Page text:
How to Spend a Saturday in Pleasantville

Your guide to traversing Pleasantville's pleasantly walkable downtown.


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Photo by Glen Randmer

We know Pleasantville has its farmers’ market and the Jacob Burns Film Center — and you should absolutely visit both if you have the time — but that’s not all. The walkable downtown is also home to a diverse dining scene, boutique shops and bookstores, and even one of the country’s premier sports facilities.

10 a.m. Kick off your weekend with a visit to the Pleasantville Farmers’ Market (40 Romer Ave), the area’s largest indoor market, with more than 40 vendors. Grab some breakfast — maybe a freshly baked waffle from Pika’s Farm Table, an oversized breakfast cookie from  Red Barn Bakery, or an Aba’s Falafel — then shop for root vegetables, humanely raised meats, jams, honey, cheeses, and more.


11:30 a.m. Sure, Olympians have played there, but you don’t need the perfect penhold grip to brush up on your ping-pong skills at
Westchester Table Tennis Center (175 Tompkins Ave; 914.741.0738). A $10 day pass includes unlimited play on any of the 19 tables (paddles and balls are provided at the center), plus a chance to spot players with some seriously impressive strokes.


Photo by ken gabrielsen

1 p.m. For lunch, head to Little Mumbai Market (475 Bedford Rd; 914.773.0500), Chef Bonnie Saran’s casual Paris-meets-Mumbai restaurant, to cozy up to street foods like Indian-style rice bowls and crêpes stuffed with smoked ham and swiss or Indian-fusion fillings like chana masala. In more of a pizza mood? Check out nearby Wood & Fire (59 Marble Ave; 914.747.2611) for Neapolitan-style rounds from the wood-burning brick oven.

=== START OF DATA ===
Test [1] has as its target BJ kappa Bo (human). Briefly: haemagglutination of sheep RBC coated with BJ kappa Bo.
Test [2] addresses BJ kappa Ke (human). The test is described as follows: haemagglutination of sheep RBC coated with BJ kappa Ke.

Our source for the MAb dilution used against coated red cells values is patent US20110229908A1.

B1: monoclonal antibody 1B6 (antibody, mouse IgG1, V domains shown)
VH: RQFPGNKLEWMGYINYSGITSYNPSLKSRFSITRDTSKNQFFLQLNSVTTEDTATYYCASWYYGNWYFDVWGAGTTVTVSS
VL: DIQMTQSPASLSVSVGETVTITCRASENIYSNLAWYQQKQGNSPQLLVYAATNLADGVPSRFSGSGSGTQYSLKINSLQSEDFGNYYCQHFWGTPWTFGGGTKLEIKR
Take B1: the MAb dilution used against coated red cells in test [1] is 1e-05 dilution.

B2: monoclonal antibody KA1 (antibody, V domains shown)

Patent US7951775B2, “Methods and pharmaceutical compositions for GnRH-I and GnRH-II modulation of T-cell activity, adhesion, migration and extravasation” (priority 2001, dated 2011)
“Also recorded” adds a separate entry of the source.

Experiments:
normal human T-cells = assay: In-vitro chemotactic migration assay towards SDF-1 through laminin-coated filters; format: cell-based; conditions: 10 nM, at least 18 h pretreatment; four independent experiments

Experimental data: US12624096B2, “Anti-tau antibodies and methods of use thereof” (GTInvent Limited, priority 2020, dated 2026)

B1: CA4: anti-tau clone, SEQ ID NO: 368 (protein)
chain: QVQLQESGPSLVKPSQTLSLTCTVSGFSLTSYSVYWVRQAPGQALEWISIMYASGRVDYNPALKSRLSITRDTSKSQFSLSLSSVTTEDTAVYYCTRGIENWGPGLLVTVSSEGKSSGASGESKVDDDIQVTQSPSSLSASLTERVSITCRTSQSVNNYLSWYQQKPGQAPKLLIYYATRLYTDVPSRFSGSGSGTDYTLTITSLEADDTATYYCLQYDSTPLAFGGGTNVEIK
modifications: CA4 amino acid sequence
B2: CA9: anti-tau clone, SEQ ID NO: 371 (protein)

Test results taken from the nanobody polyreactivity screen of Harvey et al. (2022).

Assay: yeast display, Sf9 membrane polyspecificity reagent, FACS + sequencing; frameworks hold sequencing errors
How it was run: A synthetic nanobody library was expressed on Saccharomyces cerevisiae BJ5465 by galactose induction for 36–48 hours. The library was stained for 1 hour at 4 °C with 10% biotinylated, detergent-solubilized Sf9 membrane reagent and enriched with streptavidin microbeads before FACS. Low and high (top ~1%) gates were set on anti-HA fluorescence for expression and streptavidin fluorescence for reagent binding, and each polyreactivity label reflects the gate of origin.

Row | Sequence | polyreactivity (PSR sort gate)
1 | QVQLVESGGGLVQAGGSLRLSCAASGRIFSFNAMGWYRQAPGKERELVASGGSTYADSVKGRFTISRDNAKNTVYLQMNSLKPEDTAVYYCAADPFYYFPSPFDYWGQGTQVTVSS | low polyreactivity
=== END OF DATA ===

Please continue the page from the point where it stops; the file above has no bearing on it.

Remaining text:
2 p.m. Stop into Rhodadendron (73 Wheeler Ave; 914.238.7899), where everything — from classic clutches to pieces with flowy, feminine silhouettes — is reasonably priced.


2:30 pm. Across the street, The Gordon Parks Foundation (48 Wheeler Ave; 914.238.2619) archives and displays the work of acclaimed photojournalist Gordon Parks, who shot images focusing on poverty, race relations, and urban life in the ’40s and ’50s for LIFE magazine as its first African-American staff photographer.


3:30 p.m. Get your afternoon caffeine buzz at The Black Cow Coffee Company (7 Wheeler Ave; 914.495.3727), where you can choose from a long list of single-origin cups.


4:30 p.m. Now that you’re fueled up, pop into TapeMeasure (18 Washington Ave; 914.769.6421) to browse fabric samples and pick up some design inspiration for your next DIY project. From there, head to Kimberly House (29 Washington Ave; 845.277.1200), where owner Hendrien Dewhurst sources a gorgeous mix of handmade home-and-beauty products from her native South Africa and surrounding countries. Then backtrack to The Village Bookstore (10 Washington Ave; 914.769.8322) and peruse the shelves to find your first great read of 2018.


 Photo by Doug Schneider

6 p.m. Go early to increase your chances of getting a walk-in table at Dai Sushi (8 Pleasantville Rd; 914.769.0638). Definitely order from the ultra-fresh sushi bar, but don’t overlook the hot options, including the vegetable udon and a deceptively simple rib-eye steak with teriyaki sauce. If it’s already full — or you’re just not in the mood for sushi — head to Pubstreet (20 Wheeler Ave; 914.909.5408; www.pubstreet.com), the newest restaurant from Village Social’s Mogan Anthony.


8 p.m. Not catching an art film at
Jacob Burns tonight? Soak in a bit of whiskey culture at Flights Wine & Whiskey Bar (10 Marble Ave; 914.769.4040; www.theflightbar.com), where flights run the gamut from rich Kentucky bourbons to local ryes to trendy Japanese bottles.  

 

 

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